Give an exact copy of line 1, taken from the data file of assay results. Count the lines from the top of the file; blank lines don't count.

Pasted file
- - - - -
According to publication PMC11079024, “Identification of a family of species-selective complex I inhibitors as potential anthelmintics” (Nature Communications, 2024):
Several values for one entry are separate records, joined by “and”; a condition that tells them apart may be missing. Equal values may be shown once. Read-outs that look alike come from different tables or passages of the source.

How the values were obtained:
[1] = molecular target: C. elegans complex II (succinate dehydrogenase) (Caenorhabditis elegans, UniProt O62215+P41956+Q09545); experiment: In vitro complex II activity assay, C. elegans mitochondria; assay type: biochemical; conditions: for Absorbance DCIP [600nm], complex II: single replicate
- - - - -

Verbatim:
According to publication PMC11079024, “Identification of a family of species-selective complex I inhibitors as potential anthelmintics” (Nature Communications, 2024):